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Butte small business receives EPA research contract
Release Date: 3/10/2005
- Denver -- The U.S. Environmental Protection Agency today announced that Resodyn Corporation of Butte, Mont., received $70,000 from the Small Business Innovation Research contracts program. Resodyn was chosen from a pool of 363 applicants across the country.
Dr. FX Yang, Senior Biochemical Engineer at Resodyn Corporation, proposes to demonstrate the technical feasibility of using trap grease and other types of waste grease as the starting materials for large-scale biodiesel and lubricant production.
There are more than 11 billion pounds of trap grease that are annually available. This material has the potential to create over 1 billion gallons of biodiesel that could be used to power the nation's public works and public transit systems. Removing this trap grease from our nation's wastewater treatment facilities and infrastructure would reduce the maintenance on existing sanitary sewer collection mains and the loads on local landfills.
The research will initially focus on biodiesel production from “fatty acid methyl ester” and, at a later stage, will expand to lubricant and solvent production. A small, experimental Acoustic Grease Conversion Reactor will be designed, constructed and operated to achieve this objective. In addition, laboratory experimentation will optimize the reaction conditions. Resodyn hopes to demonstrate that the reactor will be a cost-competitive production technology to synthesize biodiesel and lubricants from trap grease and other types of waste grease in one step. It will convert both free fatty acids and triglycerides from trap grease into these value-added products. Moreover, the proposed process will eliminate the use of solvents and catalysts and the generation of waste by-products. In the future, the technology could be expanded to lubricants, special solvent and polyester monomer production, and a large, pilot-scale reactor.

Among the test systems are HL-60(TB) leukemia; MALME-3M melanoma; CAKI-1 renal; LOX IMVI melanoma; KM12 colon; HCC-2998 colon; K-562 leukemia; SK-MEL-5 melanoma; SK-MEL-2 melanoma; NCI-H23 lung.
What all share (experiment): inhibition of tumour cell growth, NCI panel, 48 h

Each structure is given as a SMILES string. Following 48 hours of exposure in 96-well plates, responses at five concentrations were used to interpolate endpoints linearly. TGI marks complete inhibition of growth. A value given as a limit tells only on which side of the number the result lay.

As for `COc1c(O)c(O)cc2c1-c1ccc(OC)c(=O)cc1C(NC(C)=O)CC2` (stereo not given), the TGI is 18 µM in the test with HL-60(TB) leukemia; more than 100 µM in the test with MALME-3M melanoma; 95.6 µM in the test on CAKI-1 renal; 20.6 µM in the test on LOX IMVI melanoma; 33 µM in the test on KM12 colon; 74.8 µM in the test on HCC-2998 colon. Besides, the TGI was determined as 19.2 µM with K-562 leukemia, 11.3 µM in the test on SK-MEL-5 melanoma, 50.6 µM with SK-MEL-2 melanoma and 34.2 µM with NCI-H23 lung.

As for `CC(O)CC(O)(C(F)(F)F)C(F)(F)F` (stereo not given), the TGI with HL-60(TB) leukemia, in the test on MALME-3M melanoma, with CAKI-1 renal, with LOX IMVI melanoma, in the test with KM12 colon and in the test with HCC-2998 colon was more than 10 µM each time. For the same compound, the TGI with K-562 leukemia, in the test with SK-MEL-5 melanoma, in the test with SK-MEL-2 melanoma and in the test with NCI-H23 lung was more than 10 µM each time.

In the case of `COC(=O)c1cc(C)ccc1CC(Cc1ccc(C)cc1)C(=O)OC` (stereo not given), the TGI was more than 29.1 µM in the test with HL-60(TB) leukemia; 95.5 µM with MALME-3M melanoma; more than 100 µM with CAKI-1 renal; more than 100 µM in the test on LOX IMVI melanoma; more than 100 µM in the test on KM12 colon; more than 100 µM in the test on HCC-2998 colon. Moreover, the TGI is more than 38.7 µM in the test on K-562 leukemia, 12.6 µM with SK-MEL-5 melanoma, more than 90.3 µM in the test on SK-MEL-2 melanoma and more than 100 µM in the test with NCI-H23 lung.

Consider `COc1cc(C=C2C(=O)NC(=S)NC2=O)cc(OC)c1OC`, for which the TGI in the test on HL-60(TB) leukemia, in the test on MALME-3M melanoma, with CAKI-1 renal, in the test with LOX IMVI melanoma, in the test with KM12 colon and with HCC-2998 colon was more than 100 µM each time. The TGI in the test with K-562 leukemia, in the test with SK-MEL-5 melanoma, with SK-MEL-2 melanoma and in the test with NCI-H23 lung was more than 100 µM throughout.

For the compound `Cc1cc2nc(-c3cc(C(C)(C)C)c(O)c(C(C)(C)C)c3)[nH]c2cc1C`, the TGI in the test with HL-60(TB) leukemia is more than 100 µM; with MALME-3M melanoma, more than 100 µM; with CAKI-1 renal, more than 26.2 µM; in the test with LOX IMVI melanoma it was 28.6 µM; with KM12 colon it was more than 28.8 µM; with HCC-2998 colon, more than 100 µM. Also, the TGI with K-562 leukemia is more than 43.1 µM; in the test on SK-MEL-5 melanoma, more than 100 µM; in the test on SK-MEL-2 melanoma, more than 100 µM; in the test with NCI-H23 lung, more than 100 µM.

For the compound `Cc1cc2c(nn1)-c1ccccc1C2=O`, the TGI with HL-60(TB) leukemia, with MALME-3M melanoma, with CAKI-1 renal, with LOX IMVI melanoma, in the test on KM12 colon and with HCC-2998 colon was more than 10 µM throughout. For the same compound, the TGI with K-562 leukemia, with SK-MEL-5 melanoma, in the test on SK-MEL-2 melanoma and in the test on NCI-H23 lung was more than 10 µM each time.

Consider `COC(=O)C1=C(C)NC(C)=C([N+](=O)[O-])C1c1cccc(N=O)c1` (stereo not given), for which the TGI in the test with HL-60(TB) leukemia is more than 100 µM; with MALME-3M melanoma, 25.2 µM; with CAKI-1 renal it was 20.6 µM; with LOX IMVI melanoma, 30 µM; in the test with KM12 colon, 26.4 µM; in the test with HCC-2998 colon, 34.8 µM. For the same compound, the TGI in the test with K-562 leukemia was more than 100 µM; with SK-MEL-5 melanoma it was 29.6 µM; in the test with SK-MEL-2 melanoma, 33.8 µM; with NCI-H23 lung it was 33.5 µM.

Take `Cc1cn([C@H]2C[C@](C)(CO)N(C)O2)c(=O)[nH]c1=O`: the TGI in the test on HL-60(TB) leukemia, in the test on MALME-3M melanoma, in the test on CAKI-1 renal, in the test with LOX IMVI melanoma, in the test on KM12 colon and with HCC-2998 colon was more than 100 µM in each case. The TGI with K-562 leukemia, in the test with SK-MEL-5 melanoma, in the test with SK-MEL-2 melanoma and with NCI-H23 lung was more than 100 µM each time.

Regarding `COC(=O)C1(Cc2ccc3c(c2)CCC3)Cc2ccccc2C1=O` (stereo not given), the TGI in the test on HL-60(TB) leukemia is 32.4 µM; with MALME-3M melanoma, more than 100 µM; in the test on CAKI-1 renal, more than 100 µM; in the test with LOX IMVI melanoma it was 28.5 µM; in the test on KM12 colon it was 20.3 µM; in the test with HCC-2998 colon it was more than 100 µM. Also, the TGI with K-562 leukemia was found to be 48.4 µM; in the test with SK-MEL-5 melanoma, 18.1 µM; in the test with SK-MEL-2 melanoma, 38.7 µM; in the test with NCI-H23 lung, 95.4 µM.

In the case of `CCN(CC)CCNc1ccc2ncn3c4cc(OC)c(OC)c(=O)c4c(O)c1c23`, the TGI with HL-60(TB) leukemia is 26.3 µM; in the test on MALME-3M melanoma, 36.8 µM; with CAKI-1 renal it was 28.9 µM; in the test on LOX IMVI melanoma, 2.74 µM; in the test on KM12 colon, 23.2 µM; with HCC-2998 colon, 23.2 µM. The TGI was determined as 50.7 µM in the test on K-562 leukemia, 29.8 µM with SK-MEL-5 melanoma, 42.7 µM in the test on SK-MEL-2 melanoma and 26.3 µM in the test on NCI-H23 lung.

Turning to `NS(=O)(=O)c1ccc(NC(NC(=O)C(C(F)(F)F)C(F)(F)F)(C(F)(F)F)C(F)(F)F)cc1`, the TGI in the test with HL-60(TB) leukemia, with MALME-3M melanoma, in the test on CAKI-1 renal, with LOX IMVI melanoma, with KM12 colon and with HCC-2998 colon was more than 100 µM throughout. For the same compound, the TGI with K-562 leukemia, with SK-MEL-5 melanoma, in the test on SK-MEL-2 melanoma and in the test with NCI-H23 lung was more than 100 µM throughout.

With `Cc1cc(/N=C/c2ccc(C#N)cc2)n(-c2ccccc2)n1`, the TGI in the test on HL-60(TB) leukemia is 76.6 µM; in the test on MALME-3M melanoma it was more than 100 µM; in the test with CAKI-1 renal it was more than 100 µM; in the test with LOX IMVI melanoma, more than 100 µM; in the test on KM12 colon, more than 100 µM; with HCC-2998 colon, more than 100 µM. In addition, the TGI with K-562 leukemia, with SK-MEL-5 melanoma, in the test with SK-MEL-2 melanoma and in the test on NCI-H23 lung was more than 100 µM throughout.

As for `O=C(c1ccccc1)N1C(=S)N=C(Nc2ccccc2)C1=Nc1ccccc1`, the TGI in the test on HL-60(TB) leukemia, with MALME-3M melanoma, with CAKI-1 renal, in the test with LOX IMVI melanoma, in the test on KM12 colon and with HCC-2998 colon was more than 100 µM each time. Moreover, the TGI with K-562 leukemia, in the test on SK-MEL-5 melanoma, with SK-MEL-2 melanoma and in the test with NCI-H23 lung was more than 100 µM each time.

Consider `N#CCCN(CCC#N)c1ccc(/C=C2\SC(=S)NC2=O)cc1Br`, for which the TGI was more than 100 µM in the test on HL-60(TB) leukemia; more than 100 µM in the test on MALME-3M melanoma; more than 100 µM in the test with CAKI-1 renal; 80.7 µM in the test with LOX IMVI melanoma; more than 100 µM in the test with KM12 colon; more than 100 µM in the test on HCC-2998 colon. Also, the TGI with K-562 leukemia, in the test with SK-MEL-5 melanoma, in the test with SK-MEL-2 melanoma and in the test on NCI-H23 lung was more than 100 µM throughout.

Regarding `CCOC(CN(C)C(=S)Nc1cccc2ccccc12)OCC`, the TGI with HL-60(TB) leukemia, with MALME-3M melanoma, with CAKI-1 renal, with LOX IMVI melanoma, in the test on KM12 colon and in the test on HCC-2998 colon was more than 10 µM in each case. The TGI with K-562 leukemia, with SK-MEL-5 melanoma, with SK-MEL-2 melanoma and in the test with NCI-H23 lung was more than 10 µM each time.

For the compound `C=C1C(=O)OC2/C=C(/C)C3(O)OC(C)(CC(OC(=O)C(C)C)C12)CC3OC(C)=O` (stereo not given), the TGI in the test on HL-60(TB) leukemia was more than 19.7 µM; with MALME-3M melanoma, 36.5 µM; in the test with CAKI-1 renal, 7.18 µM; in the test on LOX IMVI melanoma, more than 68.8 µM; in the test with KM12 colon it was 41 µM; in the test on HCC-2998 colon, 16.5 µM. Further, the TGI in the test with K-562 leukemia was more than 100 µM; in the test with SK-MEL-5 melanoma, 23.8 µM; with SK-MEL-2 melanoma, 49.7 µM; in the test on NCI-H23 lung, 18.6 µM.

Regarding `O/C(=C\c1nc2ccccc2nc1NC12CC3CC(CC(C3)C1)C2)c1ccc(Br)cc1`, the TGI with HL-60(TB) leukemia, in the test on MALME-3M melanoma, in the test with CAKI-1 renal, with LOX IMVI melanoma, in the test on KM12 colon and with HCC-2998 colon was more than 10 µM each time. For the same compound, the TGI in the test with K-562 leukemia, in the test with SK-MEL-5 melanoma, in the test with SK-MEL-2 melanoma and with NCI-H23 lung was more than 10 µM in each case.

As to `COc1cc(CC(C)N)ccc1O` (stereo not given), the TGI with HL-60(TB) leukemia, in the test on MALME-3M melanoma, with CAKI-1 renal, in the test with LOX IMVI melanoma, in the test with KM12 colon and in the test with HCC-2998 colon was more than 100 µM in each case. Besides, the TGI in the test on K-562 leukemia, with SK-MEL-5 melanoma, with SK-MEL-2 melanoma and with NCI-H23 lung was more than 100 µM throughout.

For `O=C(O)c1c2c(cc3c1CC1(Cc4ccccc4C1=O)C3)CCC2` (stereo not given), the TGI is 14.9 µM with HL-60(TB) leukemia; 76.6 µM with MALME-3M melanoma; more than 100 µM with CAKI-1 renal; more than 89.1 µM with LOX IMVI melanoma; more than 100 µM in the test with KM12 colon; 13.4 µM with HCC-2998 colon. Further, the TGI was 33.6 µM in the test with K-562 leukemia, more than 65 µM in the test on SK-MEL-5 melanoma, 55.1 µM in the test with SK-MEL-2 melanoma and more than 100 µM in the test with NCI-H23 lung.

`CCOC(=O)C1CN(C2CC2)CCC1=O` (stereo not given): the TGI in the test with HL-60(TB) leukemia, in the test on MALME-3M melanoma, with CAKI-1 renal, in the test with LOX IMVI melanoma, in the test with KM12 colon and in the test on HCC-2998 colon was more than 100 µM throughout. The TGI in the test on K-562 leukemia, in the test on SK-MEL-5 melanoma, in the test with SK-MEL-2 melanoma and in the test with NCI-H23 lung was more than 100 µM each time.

The 22 million small businesses in the United States employ about 51 percent of the private work force and develop most of the country’s new technologies. Years ago, Congress recognized the need to strengthen the role of small businesses in federally funded research and development and passes a law creating the Small Business Innovation Research program for businesses with no more than 500 employees. EPA’s highly competitive SBIR program offers critical financial support to small businesses to develop the best, new, innovative technologies. EPA’s SBIR program focuses on important areas related to environmental protection, including clean air and water, hazardous and solid wastes, pollution prevention, remediation, and monitoring,. Recent issues include homeland security, clean-up technologies, and technology solutions for specific environmental needs.
To learn more about these research projects and EPA’s SBIR program, visit: www.epa.gov/ncer/sbir.
EPA relies on quality science as the basis for sound policy and decision-making. EPA’s laboratories, research centers, and grantees are building the scientific foundation needed to support the Agency’s mission to safeguard human health and the environment.